16. The system of claim 1, the analysis component determines whether at least one of a rogue attack or a rogue editor is present within the industrial environment by evaluating at least the audit log.
17. The system of claim 1, further comprising an alert component that can provide an alert for at least one of the following: a detected rogue attack; a detected rogue editor; an edit related to the system; a change related to an asset; an update related to a hierarchical representation of assets; an unexpected field condition; an irregular field condition; a valid audit log; or an expected field condition.
18. The system of claim 17, the alert is at least an audio alert, a visual alert, a manipulation to a process, a text, a digital signal, a communication to a user, or a communication to an entity.
19. The system of claim 1, further comprising a log component to track a result associated with at least one of the sensing component or the analysis component.
20. The system of claim 19, the log component tracks at least one of the following: the field condition; an evaluation of the audit log; the audit log; an edit to an asset; a change to an asset; a manipulation to an asset; or an update to a hierarchical representation of assets.
21. The system of claim 1, further comprising an intelligence component that aids at least the sensing component or the analysis component by inferring states of at least the asset management system, the industrial environment, and a user.
22. A method for assessing unexpected events based upon audit logs, comprising:
a processor-implemented act of executing computer executable instructions stored on a computer readable storage medium to implement the following:
monitoring field conditions with respect to an industrial environment;
analyzing the field conditions and determines that an unexpected event has occurred;
retrieving audit logs that include changes associated with the industrial environment from a data repository;
determining a cause of the unexpected event and whether the unexpected event is related to an authorized change or a rogue attack; and
identifying a user and the user's rights, and determining authorization to verify or edit at least one of an asset, the audit log, the industrial environment, or a portion of the industrial environment.
23. The method of claim 22, the data repository retains at least one of a hierarchical representation of assets within the industrial environment and the audit log.
24. The method of claim 23, the asset is hierarchically represented based at least in part upon a physical location of the asset within the industrial environment.
25. The method of claim 23, the hierarchical representation of assets is based at least in part upon an industry standard which can be at least one of ISA S95 and ISA S88.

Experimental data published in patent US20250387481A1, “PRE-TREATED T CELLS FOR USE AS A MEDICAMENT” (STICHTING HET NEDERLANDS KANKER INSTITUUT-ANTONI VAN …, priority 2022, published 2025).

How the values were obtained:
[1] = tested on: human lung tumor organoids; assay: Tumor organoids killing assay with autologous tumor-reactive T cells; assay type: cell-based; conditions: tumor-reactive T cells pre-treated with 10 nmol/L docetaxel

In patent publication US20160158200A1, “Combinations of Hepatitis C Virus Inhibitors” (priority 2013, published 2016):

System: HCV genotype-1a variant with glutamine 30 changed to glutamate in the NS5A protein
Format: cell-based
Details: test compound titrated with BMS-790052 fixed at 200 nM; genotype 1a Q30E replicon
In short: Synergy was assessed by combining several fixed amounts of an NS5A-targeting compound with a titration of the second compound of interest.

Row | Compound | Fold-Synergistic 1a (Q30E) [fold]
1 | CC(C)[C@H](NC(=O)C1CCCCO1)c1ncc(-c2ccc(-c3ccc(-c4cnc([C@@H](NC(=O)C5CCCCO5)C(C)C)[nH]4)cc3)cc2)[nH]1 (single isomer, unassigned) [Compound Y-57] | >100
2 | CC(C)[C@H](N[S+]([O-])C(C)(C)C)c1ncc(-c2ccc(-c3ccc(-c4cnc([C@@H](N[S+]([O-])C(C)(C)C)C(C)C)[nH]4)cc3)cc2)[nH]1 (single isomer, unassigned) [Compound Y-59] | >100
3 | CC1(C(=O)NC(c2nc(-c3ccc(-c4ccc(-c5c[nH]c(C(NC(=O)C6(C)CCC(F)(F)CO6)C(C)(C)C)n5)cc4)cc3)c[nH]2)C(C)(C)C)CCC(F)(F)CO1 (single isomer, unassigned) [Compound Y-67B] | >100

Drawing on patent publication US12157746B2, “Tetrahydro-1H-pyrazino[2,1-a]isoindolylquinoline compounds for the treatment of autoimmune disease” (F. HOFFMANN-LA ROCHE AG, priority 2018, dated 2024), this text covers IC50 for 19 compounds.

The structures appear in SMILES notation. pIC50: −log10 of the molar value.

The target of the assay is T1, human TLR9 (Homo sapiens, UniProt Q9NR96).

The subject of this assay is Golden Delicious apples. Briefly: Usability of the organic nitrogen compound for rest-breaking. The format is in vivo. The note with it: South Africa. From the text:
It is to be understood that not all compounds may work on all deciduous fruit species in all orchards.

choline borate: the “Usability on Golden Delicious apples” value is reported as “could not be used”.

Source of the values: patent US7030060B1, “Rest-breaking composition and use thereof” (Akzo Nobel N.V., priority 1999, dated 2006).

26. The method of claim 22, the audit log tracks at least one of a change, an edit, a manipulation, and an update related to at least one of a process, an asset, a device, a controller, software, firmware, and a control application within the industrial environment.
27. The method of claim 22, the audit log tracks data that is authenticated by a security measure.
28. The method of claim 22, further comprising detecting at least one of when an asset has been edited, when an asset has been manipulated, when an asset has been updated, or when an asset has been changed.
29. The method of claim 28, further comprising updating at least one of the following: 1) the hierarchical representation of assets within the data repository based upon an alteration determined by the detection component; or 2) the audit log based upon an alteration determined by the detection component.
30. The method of claim 22, determining whether at least one of a rogue attack or a rogue editor is present within the industrial environment by evaluating at least the audit log.
31. A computer-implemented system stored on a storage medium that facilitates assessing unexpected field conditions based upon the verification of an audit log, comprising:
means for monitoring field conditions with respect to an industrial environment;
means for analyzing the field conditions and determining that an unexpected event has occurred and retrieves audit logs that include changes associated with the industrial environment from a data repository and determining a cause of the unexpected event and whether the unexpected event is related to an authorized change or a rogue attack; and
means for identifying a user and the user's rights, and determines authorization to verify or edit at least one of an asset, the audit log, the industrial environment, or a portion of the industrial environment.